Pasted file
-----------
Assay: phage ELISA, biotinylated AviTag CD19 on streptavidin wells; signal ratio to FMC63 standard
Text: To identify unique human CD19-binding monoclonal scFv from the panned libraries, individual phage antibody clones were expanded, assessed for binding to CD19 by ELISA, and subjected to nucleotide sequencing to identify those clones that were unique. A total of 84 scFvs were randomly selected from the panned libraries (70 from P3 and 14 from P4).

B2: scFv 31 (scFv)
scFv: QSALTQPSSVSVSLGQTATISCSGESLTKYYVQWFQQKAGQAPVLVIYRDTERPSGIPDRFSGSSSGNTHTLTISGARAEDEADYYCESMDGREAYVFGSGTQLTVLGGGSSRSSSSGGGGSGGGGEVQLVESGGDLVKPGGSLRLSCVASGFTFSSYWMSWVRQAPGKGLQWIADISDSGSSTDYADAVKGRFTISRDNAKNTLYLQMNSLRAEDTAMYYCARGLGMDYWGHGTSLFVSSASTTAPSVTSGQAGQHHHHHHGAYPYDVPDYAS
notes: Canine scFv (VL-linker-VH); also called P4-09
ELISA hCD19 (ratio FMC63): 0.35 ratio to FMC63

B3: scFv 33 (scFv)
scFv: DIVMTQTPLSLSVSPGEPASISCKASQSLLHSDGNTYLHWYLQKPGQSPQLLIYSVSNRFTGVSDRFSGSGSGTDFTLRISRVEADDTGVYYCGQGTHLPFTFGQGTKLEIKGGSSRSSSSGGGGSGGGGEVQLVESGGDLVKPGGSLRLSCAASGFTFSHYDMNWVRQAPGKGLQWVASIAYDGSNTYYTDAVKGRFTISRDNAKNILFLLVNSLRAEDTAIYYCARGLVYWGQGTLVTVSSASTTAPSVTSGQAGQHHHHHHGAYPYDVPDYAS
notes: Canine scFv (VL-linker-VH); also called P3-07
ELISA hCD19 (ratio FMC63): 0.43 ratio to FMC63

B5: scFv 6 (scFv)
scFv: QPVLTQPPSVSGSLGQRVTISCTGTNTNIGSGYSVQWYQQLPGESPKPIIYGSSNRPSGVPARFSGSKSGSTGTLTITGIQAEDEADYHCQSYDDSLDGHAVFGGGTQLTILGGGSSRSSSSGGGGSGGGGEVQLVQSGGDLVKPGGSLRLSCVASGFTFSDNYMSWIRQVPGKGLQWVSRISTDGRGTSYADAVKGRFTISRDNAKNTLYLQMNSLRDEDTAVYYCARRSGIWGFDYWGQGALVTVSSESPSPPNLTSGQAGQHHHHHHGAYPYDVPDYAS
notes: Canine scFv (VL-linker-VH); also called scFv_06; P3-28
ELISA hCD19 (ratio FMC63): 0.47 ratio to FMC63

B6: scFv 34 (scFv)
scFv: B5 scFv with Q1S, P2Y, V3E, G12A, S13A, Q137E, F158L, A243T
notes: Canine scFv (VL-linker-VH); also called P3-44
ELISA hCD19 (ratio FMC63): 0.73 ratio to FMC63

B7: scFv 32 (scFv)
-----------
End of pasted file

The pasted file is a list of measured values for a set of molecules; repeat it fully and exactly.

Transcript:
Assay: phage ELISA, biotinylated AviTag CD19 on streptavidin wells; signal ratio to FMC63 standard
Text: To identify unique human CD19-binding monoclonal scFv from the panned libraries, individual phage antibody clones were expanded, assessed for binding to CD19 by ELISA, and subjected to nucleotide sequencing to identify those clones that were unique. A total of 84 scFvs were randomly selected from the panned libraries (70 from P3 and 14 from P4).

B2: scFv 31 (scFv)
scFv: QSALTQPSSVSVSLGQTATISCSGESLTKYYVQWFQQKAGQAPVLVIYRDTERPSGIPDRFSGSSSGNTHTLTISGARAEDEADYYCESMDGREAYVFGSGTQLTVLGGGSSRSSSSGGGGSGGGGEVQLVESGGDLVKPGGSLRLSCVASGFTFSSYWMSWVRQAPGKGLQWIADISDSGSSTDYADAVKGRFTISRDNAKNTLYLQMNSLRAEDTAMYYCARGLGMDYWGHGTSLFVSSASTTAPSVTSGQAGQHHHHHHGAYPYDVPDYAS
notes: Canine scFv (VL-linker-VH); also called P4-09
ELISA hCD19 (ratio FMC63): 0.35 ratio to FMC63

B3: scFv 33 (scFv)
scFv: DIVMTQTPLSLSVSPGEPASISCKASQSLLHSDGNTYLHWYLQKPGQSPQLLIYSVSNRFTGVSDRFSGSGSGTDFTLRISRVEADDTGVYYCGQGTHLPFTFGQGTKLEIKGGSSRSSSSGGGGSGGGGEVQLVESGGDLVKPGGSLRLSCAASGFTFSHYDMNWVRQAPGKGLQWVASIAYDGSNTYYTDAVKGRFTISRDNAKNILFLLVNSLRAEDTAIYYCARGLVYWGQGTLVTVSSASTTAPSVTSGQAGQHHHHHHGAYPYDVPDYAS
notes: Canine scFv (VL-linker-VH); also called P3-07
ELISA hCD19 (ratio FMC63): 0.43 ratio to FMC63

B5: scFv 6 (scFv)
scFv: QPVLTQPPSVSGSLGQRVTISCTGTNTNIGSGYSVQWYQQLPGESPKPIIYGSSNRPSGVPARFSGSKSGSTGTLTITGIQAEDEADYHCQSYDDSLDGHAVFGGGTQLTILGGGSSRSSSSGGGGSGGGGEVQLVQSGGDLVKPGGSLRLSCVASGFTFSDNYMSWIRQVPGKGLQWVSRISTDGRGTSYADAVKGRFTISRDNAKNTLYLQMNSLRDEDTAVYYCARRSGIWGFDYWGQGALVTVSSESPSPPNLTSGQAGQHHHHHHGAYPYDVPDYAS
notes: Canine scFv (VL-linker-VH); also called scFv_06; P3-28
ELISA hCD19 (ratio FMC63): 0.47 ratio to FMC63

B6: scFv 34 (scFv)
scFv: B5 scFv with Q1S, P2Y, V3E, G12A, S13A, Q137E, F158L, A243T
notes: Canine scFv (VL-linker-VH); also called P3-44
ELISA hCD19 (ratio FMC63): 0.73 ratio to FMC63

B7: scFv 32 (scFv)